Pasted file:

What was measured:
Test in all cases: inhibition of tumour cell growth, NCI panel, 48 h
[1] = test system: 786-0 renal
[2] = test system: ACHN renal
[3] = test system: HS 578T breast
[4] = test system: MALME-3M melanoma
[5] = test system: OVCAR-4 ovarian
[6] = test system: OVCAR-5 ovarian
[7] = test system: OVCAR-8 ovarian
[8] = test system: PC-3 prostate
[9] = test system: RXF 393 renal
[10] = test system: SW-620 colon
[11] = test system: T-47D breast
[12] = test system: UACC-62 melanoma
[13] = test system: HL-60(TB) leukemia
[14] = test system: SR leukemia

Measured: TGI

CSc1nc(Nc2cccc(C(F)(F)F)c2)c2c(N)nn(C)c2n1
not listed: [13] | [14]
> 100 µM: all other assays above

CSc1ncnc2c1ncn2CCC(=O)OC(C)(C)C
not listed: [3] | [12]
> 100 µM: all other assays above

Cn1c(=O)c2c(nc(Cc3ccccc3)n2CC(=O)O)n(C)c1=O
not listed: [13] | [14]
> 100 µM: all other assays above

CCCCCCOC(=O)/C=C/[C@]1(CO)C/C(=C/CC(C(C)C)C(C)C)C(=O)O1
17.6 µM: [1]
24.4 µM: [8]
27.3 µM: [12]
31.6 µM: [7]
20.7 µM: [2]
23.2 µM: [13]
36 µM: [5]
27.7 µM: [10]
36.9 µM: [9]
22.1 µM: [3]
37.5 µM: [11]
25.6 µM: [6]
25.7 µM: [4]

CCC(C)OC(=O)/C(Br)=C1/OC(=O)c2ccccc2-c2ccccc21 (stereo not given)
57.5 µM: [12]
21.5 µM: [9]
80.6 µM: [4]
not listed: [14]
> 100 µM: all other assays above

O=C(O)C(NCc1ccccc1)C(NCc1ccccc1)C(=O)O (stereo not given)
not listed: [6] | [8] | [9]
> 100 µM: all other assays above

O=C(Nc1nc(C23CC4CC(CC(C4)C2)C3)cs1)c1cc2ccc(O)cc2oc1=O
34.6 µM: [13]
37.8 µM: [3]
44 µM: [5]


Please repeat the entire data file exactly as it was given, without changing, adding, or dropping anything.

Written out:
What was measured:
Test in all cases: inhibition of tumour cell growth, NCI panel, 48 h
[1] = test system: 786-0 renal
[2] = test system: ACHN renal
[3] = test system: HS 578T breast
[4] = test system: MALME-3M melanoma
[5] = test system: OVCAR-4 ovarian
[6] = test system: OVCAR-5 ovarian
[7] = test system: OVCAR-8 ovarian
[8] = test system: PC-3 prostate
[9] = test system: RXF 393 renal
[10] = test system: SW-620 colon
[11] = test system: T-47D breast
[12] = test system: UACC-62 melanoma
[13] = test system: HL-60(TB) leukemia
[14] = test system: SR leukemia

Measured: TGI

CSc1nc(Nc2cccc(C(F)(F)F)c2)c2c(N)nn(C)c2n1
not listed: [13] | [14]
> 100 µM: all other assays above

CSc1ncnc2c1ncn2CCC(=O)OC(C)(C)C
not listed: [3] | [12]
> 100 µM: all other assays above

Cn1c(=O)c2c(nc(Cc3ccccc3)n2CC(=O)O)n(C)c1=O
not listed: [13] | [14]
> 100 µM: all other assays above

CCCCCCOC(=O)/C=C/[C@]1(CO)C/C(=C/CC(C(C)C)C(C)C)C(=O)O1
17.6 µM: [1]
24.4 µM: [8]
27.3 µM: [12]
31.6 µM: [7]
20.7 µM: [2]
23.2 µM: [13]
36 µM: [5]
27.7 µM: [10]
36.9 µM: [9]
22.1 µM: [3]
37.5 µM: [11]
25.6 µM: [6]
25.7 µM: [4]

CCC(C)OC(=O)/C(Br)=C1/OC(=O)c2ccccc2-c2ccccc21 (stereo not given)
57.5 µM: [12]
21.5 µM: [9]
80.6 µM: [4]
not listed: [14]
> 100 µM: all other assays above

O=C(O)C(NCc1ccccc1)C(NCc1ccccc1)C(=O)O (stereo not given)
not listed: [6] | [8] | [9]
> 100 µM: all other assays above

O=C(Nc1nc(C23CC4CC(CC(C4)C2)C3)cs1)c1cc2ccc(O)cc2oc1=O
34.6 µM: [13]
37.8 µM: [3]
44 µM: [5]